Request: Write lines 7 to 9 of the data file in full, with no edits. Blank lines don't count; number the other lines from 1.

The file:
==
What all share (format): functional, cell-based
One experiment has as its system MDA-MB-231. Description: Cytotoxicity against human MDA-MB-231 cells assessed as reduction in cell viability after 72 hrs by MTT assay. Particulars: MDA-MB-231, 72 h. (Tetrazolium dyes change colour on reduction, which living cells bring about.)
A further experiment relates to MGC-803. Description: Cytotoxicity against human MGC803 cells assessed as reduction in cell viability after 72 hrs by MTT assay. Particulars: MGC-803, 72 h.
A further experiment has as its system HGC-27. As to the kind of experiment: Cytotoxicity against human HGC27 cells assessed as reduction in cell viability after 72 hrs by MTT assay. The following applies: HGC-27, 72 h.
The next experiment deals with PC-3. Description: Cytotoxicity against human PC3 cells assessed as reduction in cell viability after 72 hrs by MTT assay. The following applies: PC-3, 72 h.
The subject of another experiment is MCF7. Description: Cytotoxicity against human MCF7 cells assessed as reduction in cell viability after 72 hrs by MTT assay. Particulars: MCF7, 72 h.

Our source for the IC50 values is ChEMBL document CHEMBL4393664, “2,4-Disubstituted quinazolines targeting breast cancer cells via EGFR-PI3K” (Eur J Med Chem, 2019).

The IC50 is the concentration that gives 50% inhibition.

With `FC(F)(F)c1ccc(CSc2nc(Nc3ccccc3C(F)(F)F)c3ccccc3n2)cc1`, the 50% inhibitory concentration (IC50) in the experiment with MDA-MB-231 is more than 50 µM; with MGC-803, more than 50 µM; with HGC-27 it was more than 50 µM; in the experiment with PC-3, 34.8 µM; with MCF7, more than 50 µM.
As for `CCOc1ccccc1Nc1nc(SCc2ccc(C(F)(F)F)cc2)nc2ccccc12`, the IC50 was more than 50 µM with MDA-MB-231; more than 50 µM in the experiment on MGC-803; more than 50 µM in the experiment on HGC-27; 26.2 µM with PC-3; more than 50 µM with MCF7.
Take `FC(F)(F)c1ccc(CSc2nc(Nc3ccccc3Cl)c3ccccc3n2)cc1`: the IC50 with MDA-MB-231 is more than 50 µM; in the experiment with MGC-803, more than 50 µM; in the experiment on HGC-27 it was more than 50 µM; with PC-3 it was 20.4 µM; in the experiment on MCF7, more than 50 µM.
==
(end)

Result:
Our source for the IC50 values is ChEMBL document CHEMBL4393664, “2,4-Disubstituted quinazolines targeting breast cancer cells via EGFR-PI3K” (Eur J Med Chem, 2019).

The IC50 is the concentration that gives 50% inhibition.

With `FC(F)(F)c1ccc(CSc2nc(Nc3ccccc3C(F)(F)F)c3ccccc3n2)cc1`, the 50% inhibitory concentration (IC50) in the experiment with MDA-MB-231 is more than 50 µM; with MGC-803, more than 50 µM; with HGC-27 it was more than 50 µM; in the experiment with PC-3, 34.8 µM; with MCF7, more than 50 µM.